“First forget inspiration. Habit is more dependable.
Habit will sustain you whether you’re inspired or not.
Habit will help you finish and polish your stories.
Inspiration won’t. Habit is persistence in practice.”
– Octavia E. Butler
“I don’t know exactly where ideas come from, but when I’m working well ideas just appear.
I’ve heard other people say similar thing – so it’s one of the ways I know there’s help and
guidance out there. It’s just a matter of our figuring out how to receive the ideas or
information that are waiting to be heard.”
– Jim Henson
“It’s not wise to violate the rules until you know how to observe them.”
– T.S. Eliot
The three authors and artists quoted above touch on an important issue within education and life itself. How do we form great ideas? How do you inspire creativity and imagination? Are there set tools for productive thinking?
Math professors Edward B. Burger and Michael Starbird believe that there are clear steps to successful thinking. In their book The 5 Elements of Effective Thinking, the mathematicians lay out a clear path toward inspired, original thinking, comparing these elements to the core elements of earth, fire, wind and water.
Burger and Starbird argue that it’s not that Einstein, Newton or Shakespeare was smarter than anyone, but that they had certain habits of mind that allowed them to realize their goals in a more creative, intelligent and effective manner.
We never cease to be students, even when we are no longer in school. Therefore, everyone can learn from these elements of thought. Below, I’ve outlined the five elements, and how we can incorporate them into our classrooms.
Understand deeply. Earth.
In order to be great at something, you need to master the basics. Instead of quickly running through the necessities and then moving on to the “more interesting” stuff, spend time on the fundamentals. Be honest about what you know and don’t know. With a firm base, or with your feet firmly planted on earth, you’ll be able to jump all the higher later.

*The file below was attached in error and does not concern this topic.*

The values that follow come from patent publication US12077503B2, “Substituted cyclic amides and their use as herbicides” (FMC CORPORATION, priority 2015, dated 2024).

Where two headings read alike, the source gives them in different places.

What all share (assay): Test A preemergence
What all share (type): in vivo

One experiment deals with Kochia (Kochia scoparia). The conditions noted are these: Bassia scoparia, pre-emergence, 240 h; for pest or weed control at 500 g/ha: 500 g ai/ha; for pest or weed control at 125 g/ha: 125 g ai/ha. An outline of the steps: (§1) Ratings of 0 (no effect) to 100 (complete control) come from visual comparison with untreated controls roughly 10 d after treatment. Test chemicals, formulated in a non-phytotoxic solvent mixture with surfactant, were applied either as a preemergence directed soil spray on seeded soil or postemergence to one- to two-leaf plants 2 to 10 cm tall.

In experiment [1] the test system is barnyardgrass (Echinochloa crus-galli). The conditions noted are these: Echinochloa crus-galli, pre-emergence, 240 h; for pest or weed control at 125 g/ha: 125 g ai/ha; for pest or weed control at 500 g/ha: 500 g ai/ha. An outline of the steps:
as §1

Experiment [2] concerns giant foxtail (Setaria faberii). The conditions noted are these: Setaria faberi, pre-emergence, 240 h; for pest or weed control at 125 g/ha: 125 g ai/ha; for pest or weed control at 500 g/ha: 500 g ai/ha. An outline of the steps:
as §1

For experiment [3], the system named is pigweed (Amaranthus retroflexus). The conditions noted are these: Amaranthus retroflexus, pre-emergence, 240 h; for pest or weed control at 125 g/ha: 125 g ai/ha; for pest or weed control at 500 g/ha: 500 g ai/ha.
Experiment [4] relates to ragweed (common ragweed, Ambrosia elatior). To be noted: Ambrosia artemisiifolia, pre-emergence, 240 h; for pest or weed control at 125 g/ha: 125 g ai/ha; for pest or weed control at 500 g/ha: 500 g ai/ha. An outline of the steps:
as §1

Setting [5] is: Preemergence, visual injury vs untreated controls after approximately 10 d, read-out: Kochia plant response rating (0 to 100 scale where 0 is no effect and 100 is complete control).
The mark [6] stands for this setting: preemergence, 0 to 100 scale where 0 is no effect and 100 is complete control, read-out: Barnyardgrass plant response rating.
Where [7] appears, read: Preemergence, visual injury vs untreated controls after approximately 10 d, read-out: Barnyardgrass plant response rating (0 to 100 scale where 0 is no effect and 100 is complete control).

In our classrooms: Teachers should ensure that students have a firm grasp of the basic elements that go into reading, math and Torah study. With this firm foundation, students can feel confident in their abilities.
Make mistakes. Fire.
We all know that great inventions are usually the result of hundreds of failed attempts. Burger and Starbird recommend getting things wrong on purpose. If you do that, you will understand what the holes are in your understanding and that will in turn help you figure out where to go next. This “ignites” creativity and also helps us learn to solicit help from others.
In our classrooms: Our educational system grades down for wrong answers. As Starbird puts it, “every success is built on the ash heap of failed attempts.” Therefore, we need to build mistake-making into the everyday structure of the classroom. Teachers and students should be encouraged to make mistakes in order to learn and grow from them.
Raise questions. Air.
Constantly ask questions in order to refine your understanding. The authors explain that ideas are “in the air” and we just need to ask the right questions in order to come across the right answers.
In our classrooms: Instead of asking our students, “Do you have questions?” we need to require them to ask questions at the end of each class or the end of each unit. This will force them to not only pay attention to what is being said, but to what is not being said as well.